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Concealed Carry Pistol Review – Kel-Tec PF-9

I’m going to start a small series of posts on concealed carry pistols, and the pro’s and con’s of each, based on my experience with the pistol. Lets start it off with the Kel-Tec PF-9.

Kel-Tec PF-9

The first pistol I purchased specifically for the purpose of carrying, was a Kel-Tec PF-9. At the time, it was the smallest, thinnest 9mm pistol on the market. I bought it to use as a pocket gun, thinking that having 8 rounds of 9mm in my pocket would make for a great concealed carry pistol. The Kel-Tec comes at a bargain price, I believe I paid under $300 for mine.

The Kel-Tec PF-9 is a double action only (DAO) pistol, meaning that every time the trigger is pulled, the hammer is cocked by the action of the trigger, then released. This results in a long, heavy trigger pull, much like a double action revolver.  This pistol utilizes dual uncaptured recoil springs, which ride on a polymer guide rod. The springs being uncaptured can make for a fun experience the first time you take the pistol down, and shoot the guide rod across the room, where you then have to race your dog to find it, so he doesn’t chew it up before you get to it… ask me how I know…

I’ve fed mine all sorts of ammo, including some very hot +P rounds (which I do not believe are recommended by Kel-Tec) and it has eaten them all without issue, with the exception of some really hot loaded 147gr JHP reloads that I acquired, and even then, I only could make the pistol hiccup once with a double feed.

Being such a small, thin pistol chambered in a service caliber, the PF-9 can be a bit of a handful if you aren’t ready for it. It has a pretty good snap, much like firing .38+P from an airweight revolver. The trigger pull on the PF-9 is pretty long, and heavy, and at least mine has some clicks and pops during the take up, making it hard to shoot with great accuracy, although, I have learned to shoot the pistol well, it definitely takes a LOT of practice to get used to the long, heavy, gritty trigger.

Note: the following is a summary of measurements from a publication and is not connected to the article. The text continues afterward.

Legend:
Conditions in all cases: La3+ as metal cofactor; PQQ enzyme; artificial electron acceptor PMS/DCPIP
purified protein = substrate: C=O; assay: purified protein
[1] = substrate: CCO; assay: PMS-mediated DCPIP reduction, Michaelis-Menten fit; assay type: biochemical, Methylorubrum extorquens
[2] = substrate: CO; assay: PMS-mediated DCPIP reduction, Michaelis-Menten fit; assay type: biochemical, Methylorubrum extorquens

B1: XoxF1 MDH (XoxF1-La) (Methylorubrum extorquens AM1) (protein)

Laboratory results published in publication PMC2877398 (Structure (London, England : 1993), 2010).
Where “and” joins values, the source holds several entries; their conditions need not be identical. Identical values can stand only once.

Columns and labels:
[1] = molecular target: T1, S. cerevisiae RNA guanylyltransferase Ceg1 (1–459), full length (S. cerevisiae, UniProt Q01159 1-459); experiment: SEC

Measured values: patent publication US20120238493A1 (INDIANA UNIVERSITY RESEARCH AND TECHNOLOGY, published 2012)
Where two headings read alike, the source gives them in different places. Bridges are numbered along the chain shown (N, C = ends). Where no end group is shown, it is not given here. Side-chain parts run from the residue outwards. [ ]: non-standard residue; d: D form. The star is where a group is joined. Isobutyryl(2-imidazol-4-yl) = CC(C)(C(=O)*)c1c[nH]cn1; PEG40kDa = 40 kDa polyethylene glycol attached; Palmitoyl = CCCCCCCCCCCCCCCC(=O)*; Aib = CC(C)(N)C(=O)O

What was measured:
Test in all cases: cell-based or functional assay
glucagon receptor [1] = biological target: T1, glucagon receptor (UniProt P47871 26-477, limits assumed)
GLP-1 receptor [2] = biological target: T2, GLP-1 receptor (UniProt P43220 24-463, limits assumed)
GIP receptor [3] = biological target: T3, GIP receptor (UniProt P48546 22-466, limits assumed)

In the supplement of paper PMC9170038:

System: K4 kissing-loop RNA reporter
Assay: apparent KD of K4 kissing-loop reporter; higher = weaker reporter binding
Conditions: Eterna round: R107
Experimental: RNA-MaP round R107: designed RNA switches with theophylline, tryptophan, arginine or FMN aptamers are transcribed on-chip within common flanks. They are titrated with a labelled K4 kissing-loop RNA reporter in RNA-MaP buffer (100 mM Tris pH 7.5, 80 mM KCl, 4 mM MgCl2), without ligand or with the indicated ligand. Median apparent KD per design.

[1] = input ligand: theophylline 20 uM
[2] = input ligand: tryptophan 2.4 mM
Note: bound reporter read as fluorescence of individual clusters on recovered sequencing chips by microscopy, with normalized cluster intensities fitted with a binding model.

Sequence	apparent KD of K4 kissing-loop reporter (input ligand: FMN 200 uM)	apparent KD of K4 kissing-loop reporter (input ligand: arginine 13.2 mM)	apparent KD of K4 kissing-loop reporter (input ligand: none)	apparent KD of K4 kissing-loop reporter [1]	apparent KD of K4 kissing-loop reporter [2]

Being a pistol that comes at a lower price point, I could definitely tell that Kel-Tec cut some corners to keep the price low. Mine had a lot of plastic flashing that needed to be cut off with a razor, and the supposedly parkerized finish on the slide began to wear off the first time I placed the pistol into a holster.The general feel of this pistol is poor, and it feels cheap compared to other pistols.

The sights on the PF-9 are a pretty standard 3 dot setup, with a rudimentary adjustable rear sight, and the front is staked onto the slide. To my knowledge there is no option for night sights for the PF-9.

I’m not big on counting rounds, but I would estimate that I have somewhere between 500 and 700 rounds through the PF-9, which I know isn’t very many. During this time this pistol has become very loose where the slide meets the frame. Also, the take-down pin had a small burr left on it at the factory, which has begun to take some gouges out of the slide on the inside.

Overall the PF-9 is an OK pistol. It goes bang, and is about as accurate as you would expect a pocket 9mm to be. It is very slim, and easy to conceal, although it may be a little too big for pocket carry. Recoil is sharp, and mine at least, does not like the heavier 147gr loads.The overall fit, and finish is poor, and the trigger is pretty bad as well.Being that mine has loosened up so much, I do not have much faith in it when it comes to concealed carry, so it tends to stay in the safe, unless I absolutely, positively cannot carry any other pistol.

Overall, I’d give it a C.

About Lucas

Editor/Head Honcho at Triangle Tactical. Lucas is a life long shooter and outdoorsman, avid concealed carrier and competitive shooter, and a lover of pork fat.

One comment

  1. Kevin Boaz (Scari)

    Not to mention how the pistol hurts the webbing between the thumb and forefinger, I had one and after about 2-3 mags that area always was hurting me so I'd just stop practicing with it for the day. Overall a decent pistol for what it is but I don't think I'll go out of my way to grab another.

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